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SCARS|RSN™ Psychology of Scams: Emotional Danger After The Scam

When You Discover You Have Been Scammed Your Mind Goes Into Shock And You Seek Ways To Hold Onto Your Reality – Fake Or Not!

Transference Can Easily Become Delusional Right After A Scam

You Just Discovered You Were Scammed …

  • You fell for a fake face
  • You fell for a fake name
  • You fell for a fake story

You can’t believe it, it must not be true, but maybe the person you grew to know is real after all?

  • Maybe you really love the face in the photo and they must love you?
  • Maybe that face is the face of the real scammer?
  • Maybe they don’t know about scams and you have to save them?
  • Maybe if you could just get to know them it would be ok?

You acknowledge that you were scammed, but now you can’t let go of the person even though they are not real!

Will You Accept It?  Or Transfer Your Emotions?

WHAT COMES NEXT? THE CHOICE IS YOURS!

  • Will you chase the real person in the photo because you know they love you?
  • Will you cyberstalk the real person in the stolen photos used by the scammer?
  • Will you harass the real person in the photo because you need to warn them?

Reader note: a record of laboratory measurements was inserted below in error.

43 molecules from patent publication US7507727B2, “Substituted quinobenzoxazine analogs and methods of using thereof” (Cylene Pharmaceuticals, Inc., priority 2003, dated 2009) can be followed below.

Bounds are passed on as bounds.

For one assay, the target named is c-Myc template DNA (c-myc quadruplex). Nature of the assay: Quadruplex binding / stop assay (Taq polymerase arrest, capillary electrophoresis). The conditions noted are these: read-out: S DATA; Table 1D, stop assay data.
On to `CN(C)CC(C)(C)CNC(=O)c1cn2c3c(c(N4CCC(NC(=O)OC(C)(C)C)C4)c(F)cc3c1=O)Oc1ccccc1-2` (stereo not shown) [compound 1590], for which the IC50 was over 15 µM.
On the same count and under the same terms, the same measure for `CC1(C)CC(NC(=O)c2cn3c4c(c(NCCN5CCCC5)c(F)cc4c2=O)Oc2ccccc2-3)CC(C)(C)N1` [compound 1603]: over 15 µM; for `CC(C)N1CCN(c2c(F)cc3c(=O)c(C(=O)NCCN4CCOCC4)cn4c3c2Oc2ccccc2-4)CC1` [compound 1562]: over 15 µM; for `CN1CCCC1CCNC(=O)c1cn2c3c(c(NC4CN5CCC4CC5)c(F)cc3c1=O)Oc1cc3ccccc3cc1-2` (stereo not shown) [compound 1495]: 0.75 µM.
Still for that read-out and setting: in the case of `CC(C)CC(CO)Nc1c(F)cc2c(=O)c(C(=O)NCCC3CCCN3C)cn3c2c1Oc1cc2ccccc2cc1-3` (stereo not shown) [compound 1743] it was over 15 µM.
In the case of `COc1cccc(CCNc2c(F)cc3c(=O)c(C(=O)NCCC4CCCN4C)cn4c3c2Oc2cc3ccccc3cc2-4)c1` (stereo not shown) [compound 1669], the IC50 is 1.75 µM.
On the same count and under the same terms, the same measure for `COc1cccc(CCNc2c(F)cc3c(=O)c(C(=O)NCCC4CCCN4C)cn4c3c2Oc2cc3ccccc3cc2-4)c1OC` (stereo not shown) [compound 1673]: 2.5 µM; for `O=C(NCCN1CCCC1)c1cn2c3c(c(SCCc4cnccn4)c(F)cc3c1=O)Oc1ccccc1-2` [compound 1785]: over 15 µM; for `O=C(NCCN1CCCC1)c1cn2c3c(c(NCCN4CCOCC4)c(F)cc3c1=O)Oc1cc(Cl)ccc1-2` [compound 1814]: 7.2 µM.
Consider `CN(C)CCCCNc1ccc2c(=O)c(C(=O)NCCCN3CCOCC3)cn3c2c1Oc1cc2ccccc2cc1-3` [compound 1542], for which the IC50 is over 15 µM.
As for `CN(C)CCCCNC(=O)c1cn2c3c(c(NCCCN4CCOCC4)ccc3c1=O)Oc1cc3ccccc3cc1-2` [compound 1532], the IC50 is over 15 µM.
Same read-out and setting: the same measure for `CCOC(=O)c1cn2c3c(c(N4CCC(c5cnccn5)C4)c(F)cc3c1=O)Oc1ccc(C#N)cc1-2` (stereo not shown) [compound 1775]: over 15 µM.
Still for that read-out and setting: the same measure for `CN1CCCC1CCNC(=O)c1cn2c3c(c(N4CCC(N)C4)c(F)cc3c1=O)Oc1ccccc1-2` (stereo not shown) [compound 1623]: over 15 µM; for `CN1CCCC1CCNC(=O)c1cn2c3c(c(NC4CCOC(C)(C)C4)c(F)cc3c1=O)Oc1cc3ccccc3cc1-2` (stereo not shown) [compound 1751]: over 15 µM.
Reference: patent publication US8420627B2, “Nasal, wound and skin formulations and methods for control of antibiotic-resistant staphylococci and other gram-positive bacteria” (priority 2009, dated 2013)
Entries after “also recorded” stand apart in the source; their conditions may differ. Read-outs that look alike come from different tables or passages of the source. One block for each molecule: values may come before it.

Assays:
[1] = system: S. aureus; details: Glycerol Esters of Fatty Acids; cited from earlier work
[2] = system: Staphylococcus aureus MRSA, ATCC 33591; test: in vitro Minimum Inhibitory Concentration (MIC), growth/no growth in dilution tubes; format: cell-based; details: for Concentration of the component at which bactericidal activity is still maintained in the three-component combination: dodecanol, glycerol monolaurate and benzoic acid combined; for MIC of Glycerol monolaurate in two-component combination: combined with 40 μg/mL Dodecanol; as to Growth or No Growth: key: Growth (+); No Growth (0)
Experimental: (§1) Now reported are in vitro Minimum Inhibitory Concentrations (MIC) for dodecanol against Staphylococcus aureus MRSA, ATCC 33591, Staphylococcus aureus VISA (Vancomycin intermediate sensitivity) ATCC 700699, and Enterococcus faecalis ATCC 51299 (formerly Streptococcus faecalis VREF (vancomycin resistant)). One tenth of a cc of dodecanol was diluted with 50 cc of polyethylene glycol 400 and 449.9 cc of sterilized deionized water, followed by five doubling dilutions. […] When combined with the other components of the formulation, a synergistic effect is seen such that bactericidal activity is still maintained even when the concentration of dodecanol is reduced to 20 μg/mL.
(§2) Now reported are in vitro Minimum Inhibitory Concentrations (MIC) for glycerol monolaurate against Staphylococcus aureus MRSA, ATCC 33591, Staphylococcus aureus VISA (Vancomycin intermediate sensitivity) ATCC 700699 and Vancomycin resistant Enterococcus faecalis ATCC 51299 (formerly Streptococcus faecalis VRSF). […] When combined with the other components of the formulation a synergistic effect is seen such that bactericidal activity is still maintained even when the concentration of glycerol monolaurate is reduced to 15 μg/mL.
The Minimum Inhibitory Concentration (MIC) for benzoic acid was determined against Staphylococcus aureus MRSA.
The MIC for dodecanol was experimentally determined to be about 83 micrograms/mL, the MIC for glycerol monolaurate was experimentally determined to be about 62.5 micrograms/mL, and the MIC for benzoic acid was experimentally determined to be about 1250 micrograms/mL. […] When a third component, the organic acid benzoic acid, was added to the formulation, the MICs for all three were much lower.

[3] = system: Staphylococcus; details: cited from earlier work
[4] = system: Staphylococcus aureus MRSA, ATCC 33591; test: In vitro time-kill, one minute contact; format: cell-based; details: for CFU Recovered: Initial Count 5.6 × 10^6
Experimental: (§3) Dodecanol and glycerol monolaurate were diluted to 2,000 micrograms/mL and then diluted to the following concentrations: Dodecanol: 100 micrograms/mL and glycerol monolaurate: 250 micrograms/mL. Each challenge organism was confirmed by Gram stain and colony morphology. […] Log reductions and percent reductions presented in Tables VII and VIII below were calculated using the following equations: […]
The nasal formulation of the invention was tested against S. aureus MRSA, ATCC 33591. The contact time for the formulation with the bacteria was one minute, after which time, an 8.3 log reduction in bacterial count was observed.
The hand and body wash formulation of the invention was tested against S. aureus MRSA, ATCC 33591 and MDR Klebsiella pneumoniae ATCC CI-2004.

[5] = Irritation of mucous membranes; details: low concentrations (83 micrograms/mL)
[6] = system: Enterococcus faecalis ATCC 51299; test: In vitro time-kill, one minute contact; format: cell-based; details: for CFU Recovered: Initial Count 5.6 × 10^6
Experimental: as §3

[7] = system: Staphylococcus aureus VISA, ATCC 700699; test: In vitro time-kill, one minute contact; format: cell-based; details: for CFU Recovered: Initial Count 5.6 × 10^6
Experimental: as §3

• Will you blame & hate the real person in the photo because you think they scammed you?
  • Or will you turn away from the scam and the face in the photo, accepting that it was not real?

The question is if you can accept reality or if you drift into delusion trading one romanticized fantasy that went bad for a new one that may offer you a lifeline.

These are your choices! What will it be?

Emotional Danger After The Scam - SCARS|RSN™ Psychology of Scams 2

 

SCARS the Society of Citizens Against Relationship Scams Incorporated

 
SCARS|RSN™ Team

A SCARS Division
Miami Florida U.S.A.

 

TAGS: Scam Victim, Victims In Denial, Denial, Face, Stolen Photo, Impersonation, Identity Theft, Harassment, Cyberstalking, Hate, Anger, Emotions, Psychology of Scams,

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FAQ: How Do You Properly Report Scammers?

It is essential that law enforcement knows about scams & scammers, even though there is nothing (in most cases) that they can do.

Always report scams involving money lost or where you received money to:

  1. Local Police – ask them to take an “informational” police report – say you need it for your insurance
  2. Your National Police or FBI (www.IC3.gov »)
  3. The SCARS|CDN™ Cybercriminal Data Network – Worldwide Reporting Network HERE » or on www.Anyscam.com »

This helps your government understand the problem, and allows law enforcement to add scammers on watch lists worldwide.

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Please be sure to report all scammers HERE » or on www.Anyscam.com »

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